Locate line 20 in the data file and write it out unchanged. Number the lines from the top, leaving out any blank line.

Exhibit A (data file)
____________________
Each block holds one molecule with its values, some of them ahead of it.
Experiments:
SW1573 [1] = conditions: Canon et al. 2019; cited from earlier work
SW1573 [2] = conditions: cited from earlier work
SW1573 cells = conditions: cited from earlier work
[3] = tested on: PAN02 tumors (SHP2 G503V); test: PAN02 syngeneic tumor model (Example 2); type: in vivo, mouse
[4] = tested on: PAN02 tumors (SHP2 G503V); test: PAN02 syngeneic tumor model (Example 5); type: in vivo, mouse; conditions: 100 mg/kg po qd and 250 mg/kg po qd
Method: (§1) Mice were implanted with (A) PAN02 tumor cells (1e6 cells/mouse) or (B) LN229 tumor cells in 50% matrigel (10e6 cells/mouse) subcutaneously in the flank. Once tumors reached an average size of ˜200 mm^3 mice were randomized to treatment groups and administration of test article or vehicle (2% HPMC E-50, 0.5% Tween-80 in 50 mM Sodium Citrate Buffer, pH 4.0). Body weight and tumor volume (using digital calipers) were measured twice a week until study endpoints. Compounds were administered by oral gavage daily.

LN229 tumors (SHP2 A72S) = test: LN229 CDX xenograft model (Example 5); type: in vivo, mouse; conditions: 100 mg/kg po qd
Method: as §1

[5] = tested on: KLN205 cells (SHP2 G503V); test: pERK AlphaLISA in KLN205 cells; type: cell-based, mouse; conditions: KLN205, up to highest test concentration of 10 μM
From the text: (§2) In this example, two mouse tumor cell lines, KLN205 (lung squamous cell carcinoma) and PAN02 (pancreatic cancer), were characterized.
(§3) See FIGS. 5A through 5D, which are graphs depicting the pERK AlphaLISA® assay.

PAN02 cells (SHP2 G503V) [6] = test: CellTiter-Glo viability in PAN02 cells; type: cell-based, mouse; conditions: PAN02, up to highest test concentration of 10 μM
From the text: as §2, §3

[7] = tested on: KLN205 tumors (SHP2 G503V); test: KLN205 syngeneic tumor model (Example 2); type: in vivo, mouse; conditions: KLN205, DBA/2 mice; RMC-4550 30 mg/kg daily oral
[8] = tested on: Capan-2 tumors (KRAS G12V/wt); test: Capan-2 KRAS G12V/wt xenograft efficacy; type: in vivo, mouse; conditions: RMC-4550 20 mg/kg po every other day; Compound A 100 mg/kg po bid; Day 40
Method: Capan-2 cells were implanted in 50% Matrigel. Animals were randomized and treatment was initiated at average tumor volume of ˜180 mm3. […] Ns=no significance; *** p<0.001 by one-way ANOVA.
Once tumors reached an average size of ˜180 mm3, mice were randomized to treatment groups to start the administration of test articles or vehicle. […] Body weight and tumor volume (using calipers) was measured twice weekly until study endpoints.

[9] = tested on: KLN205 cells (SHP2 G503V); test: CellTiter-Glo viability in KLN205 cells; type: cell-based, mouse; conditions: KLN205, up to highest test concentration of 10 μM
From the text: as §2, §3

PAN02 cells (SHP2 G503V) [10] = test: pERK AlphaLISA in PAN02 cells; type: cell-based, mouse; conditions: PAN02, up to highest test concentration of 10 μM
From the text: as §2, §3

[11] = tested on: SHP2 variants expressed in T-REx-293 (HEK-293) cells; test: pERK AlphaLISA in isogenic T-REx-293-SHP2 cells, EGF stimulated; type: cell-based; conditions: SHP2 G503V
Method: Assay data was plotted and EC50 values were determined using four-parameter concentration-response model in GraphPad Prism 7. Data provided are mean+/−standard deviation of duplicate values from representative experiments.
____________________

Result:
[9] = tested on: KLN205 cells (SHP2 G503V); test: CellTiter-Glo viability in KLN205 cells; type: cell-based, mouse; conditions: KLN205, up to highest test concentration of 10 μM